The Occupy Wall Street protest should not be dismissed as the “nebulous and unfocused utterances of a largely irrelevant political fringe” or the “emotional spasm of a bleeding heart liberal,” said Russell Jones, a strategist with Westpac Institutional Bank. 

Instead, it is based on “deeper gathering malaise in the U.S. and much of the developed world” and will likely “grow more vocal and broad based.”

This economic malaise can manifest itself in the Right or the Left, said Jones.  In the U.S., the Right-leaning manifestation is arguably the Tea Party movement and the Left-leaning manifestation is the Occupy Wall Street protest.

The roots of this economic malaise reach back to the boom times before the Great Recession. 

During this period, the middle class in the developed world saw their wage shares fall and real income stagnate.

Many members of the middle class, however, still enjoyed prosperity by taking on excessive debt.  Now that the debt bubble has burst, many are stuck with poverty and unemployment.

Jones is pessimistic on the future for developed world middle class.  He said the trend of fiscal austerity will cut government spending, which in the U.S. has historically been crucial to the economic welfare of the middle and lower class.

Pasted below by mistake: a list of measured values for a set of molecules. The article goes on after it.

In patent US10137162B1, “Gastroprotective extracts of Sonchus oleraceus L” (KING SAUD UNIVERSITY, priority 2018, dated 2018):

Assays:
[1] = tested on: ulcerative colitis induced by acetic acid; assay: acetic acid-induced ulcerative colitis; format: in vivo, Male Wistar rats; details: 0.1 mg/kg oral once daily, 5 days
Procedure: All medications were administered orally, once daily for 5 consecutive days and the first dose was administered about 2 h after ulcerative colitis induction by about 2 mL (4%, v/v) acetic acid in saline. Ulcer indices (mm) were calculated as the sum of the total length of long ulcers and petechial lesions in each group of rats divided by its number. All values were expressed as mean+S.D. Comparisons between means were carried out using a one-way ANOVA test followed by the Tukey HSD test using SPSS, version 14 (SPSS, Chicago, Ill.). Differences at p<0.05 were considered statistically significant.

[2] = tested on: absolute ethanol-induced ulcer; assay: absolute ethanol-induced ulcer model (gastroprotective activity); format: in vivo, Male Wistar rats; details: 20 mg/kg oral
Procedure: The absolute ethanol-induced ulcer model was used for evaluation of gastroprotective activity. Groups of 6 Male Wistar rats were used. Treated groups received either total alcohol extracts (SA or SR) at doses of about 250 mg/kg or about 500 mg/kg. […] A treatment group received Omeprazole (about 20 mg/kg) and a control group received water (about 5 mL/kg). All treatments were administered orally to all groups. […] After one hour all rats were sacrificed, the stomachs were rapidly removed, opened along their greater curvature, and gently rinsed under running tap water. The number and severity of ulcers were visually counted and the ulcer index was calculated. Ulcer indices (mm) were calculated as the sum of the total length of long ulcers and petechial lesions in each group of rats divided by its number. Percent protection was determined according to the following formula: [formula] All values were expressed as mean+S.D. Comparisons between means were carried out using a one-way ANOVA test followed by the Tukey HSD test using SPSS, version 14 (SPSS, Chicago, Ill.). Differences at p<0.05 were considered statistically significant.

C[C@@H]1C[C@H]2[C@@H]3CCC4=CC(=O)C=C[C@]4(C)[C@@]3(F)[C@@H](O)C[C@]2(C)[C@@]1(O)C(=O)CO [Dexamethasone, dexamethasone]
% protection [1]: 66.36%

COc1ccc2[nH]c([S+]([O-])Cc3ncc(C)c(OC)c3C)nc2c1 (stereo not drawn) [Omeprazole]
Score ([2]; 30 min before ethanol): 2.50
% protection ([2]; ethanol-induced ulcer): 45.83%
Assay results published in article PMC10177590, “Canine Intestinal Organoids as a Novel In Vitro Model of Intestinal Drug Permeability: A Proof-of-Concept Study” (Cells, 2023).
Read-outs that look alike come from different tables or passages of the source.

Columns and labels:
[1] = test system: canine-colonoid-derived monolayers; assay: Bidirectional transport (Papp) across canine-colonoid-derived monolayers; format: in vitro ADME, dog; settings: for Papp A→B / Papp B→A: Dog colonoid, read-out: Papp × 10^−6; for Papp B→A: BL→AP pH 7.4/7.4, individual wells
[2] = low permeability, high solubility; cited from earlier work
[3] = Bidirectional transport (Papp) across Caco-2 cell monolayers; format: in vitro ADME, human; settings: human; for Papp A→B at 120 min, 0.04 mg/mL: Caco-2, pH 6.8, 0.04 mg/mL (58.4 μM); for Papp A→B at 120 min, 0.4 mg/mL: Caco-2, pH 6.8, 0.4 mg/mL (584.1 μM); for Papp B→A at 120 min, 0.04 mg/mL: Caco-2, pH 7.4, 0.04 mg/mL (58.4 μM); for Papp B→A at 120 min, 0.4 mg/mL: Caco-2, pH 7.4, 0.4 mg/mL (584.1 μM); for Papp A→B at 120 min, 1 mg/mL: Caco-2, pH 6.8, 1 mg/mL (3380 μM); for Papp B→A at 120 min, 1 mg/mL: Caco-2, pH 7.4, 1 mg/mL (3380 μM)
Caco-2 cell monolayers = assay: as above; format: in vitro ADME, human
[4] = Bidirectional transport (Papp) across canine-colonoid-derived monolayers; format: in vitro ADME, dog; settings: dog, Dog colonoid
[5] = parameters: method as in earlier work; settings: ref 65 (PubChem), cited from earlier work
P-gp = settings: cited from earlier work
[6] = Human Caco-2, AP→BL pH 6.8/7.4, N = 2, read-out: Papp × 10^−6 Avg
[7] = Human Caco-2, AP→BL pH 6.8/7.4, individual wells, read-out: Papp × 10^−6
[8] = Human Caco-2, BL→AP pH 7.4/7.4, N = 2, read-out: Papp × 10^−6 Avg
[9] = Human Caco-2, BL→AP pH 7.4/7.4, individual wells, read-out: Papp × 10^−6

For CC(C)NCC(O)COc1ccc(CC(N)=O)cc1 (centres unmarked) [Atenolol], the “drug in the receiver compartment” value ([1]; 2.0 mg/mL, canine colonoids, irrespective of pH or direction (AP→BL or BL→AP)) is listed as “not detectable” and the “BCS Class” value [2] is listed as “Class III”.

He predicts that spending in public infrastructure, education, social services, social safety nets, and health care will be tight. 

The middle class is usually politically moderate.  However, the lack of support and benefits from the government, combined with its current financial struggles and the growing wealth gap, threatens to erode its base.

Many former members of the middle class will join “a growing underclass…lacking relevant skills, unable to relocate, unused to a culture of work, with little to occupy itself apart from crime and a growing sense of alienation and bitterness,” said Jones. 

He thinks these tensions could lead to an “existential moment” in the U.S. due to the deeply ingrained national belief of self-determination, social mobility, and American exceptionalism.

He is not sure how politicians in the developed world will respond to these growing social pressures, whether it is with shortsighted palliatives or real reforms. 

In the meantime, Jones, a financial analyst, would not be surprised to see continued volatility in the markets.